Dealing with the problem next door

As the number of vacant homes continues to rise, the Minneapolis Police Department’s 5th Precinct is stepping up efforts to prevent and clean up problem properties

Much of Larry Heller’s three years in Kingfield have been spent keeping an eye on the blue house down the block.

Since mid-September, it’s been the empty house with the big slab of particleboard over the door, but it used to be a lot worse.

"They were selling drugs, people were coming up and down the street driving like crazy, moving too fast," Heller said. "We’ve got kids in this neighborhood, so a lot of people were getting pissed off about it."

Persistent 911 calls from Heller and his neighbors helped bring police and eventually city attention to the property and calm to the 3900 block of Van Nest Avenue.

The Minneapolis Police Department’s 5th Precinct expanded its approach to dealing with such properties this year and is cautiously monitoring a growing number of vacant homes — many of which are the result of a spreading foreclosure epidemic — to prevent future problems.

Tom Thompson, a crime prevention specialist in the Minneapolis Police Department’s 5th Precinct, oversees a problem properties task force that started as a neighborhood-based group in Lyndale and expanded precinct-wide in October. Participants include police, inspections staff, neighborhood leaders, a probation representative and a community attorney.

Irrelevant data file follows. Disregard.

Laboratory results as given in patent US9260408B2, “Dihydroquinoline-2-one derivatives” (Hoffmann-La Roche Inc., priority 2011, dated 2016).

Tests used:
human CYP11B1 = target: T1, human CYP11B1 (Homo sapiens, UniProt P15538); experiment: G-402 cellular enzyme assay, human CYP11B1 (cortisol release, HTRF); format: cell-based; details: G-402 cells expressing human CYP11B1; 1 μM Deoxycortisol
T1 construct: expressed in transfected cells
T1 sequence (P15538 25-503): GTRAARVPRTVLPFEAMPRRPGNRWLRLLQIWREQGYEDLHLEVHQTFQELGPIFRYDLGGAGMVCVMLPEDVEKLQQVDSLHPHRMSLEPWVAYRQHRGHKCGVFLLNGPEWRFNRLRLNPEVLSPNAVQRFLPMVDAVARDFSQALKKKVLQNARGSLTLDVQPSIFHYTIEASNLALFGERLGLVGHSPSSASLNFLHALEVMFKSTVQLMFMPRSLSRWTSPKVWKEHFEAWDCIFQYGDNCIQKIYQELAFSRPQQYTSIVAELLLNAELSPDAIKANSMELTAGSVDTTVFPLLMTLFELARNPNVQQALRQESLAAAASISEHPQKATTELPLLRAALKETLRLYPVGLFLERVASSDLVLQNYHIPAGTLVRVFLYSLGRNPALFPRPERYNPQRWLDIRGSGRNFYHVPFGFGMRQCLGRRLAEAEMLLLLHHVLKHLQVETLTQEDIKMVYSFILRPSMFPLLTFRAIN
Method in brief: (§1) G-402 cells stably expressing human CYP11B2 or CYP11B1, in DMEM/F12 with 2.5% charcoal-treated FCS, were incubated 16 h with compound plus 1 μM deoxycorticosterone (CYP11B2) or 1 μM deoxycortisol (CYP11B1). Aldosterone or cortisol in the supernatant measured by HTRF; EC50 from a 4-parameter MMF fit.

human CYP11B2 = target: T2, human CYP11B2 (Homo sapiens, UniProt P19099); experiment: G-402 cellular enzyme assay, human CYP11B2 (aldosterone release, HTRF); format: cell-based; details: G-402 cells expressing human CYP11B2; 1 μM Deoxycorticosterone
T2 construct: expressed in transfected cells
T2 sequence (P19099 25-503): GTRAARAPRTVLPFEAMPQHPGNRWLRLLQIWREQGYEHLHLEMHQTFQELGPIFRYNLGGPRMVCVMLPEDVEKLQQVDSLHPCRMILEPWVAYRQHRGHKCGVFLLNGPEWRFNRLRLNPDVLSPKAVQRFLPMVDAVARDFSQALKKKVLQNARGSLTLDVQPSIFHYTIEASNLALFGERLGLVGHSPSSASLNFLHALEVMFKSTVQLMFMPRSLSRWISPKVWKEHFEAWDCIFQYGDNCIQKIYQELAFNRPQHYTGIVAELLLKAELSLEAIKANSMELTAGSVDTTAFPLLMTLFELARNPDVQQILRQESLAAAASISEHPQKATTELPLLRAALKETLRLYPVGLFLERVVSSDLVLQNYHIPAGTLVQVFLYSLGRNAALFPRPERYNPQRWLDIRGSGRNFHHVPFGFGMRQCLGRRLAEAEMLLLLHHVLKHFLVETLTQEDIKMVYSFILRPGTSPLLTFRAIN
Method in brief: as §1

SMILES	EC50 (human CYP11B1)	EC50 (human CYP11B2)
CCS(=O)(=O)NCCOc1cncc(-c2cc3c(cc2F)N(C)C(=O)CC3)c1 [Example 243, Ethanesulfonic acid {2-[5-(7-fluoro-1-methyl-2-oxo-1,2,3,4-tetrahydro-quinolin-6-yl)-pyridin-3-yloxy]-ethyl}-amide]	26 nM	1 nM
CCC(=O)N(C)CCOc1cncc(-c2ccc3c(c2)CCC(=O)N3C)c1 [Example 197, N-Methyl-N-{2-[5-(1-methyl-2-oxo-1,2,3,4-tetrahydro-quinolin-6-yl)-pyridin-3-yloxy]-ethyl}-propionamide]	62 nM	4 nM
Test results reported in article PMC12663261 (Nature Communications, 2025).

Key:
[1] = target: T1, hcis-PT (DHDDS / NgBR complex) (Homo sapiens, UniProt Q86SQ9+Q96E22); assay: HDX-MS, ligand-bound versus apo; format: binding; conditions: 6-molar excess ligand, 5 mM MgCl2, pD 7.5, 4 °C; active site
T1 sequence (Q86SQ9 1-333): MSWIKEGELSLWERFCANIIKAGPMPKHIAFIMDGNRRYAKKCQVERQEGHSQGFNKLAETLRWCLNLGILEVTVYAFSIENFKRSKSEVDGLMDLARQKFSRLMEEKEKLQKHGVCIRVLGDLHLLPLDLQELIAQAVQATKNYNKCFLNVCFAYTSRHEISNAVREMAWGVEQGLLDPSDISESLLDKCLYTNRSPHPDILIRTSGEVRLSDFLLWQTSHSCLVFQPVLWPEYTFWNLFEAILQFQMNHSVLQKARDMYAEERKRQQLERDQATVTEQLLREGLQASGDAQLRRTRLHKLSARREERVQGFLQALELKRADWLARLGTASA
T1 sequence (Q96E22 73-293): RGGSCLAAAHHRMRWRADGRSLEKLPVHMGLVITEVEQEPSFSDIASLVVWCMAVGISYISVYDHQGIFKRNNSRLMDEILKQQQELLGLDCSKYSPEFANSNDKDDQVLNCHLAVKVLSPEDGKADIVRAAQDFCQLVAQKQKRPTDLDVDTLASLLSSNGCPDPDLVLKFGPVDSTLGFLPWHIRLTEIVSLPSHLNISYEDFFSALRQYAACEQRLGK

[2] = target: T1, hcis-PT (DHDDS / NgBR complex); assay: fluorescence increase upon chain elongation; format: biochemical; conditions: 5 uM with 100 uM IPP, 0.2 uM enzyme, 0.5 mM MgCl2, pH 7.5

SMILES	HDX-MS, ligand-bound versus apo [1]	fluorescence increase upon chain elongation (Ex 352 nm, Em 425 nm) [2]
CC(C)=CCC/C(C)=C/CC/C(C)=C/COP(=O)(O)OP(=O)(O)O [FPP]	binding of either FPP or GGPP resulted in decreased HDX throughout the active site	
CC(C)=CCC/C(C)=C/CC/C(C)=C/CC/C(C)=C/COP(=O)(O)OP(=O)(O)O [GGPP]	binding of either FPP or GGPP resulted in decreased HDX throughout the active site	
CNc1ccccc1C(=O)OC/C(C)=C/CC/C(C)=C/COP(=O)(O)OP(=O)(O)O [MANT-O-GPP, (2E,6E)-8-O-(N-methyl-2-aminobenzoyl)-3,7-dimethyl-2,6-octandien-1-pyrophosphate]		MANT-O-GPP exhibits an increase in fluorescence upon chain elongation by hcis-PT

Thompson has also requested that Southwest residents notify him of vacant and boarded houses in their neighborhoods, so the task force knows where to look for trespassing, drug dealing, fires and other problems that plague abandoned properties.

Insp. Kris Arneson of the 5th Precinct stressed the importance of abating problem properties at the task force’s November meeting.

"Problem properties generate crime," Arneson said. "That is one of the biggest reasons why we need to continue to look at them. And secondly, for those who live in the neighborhoods, they make life miserable."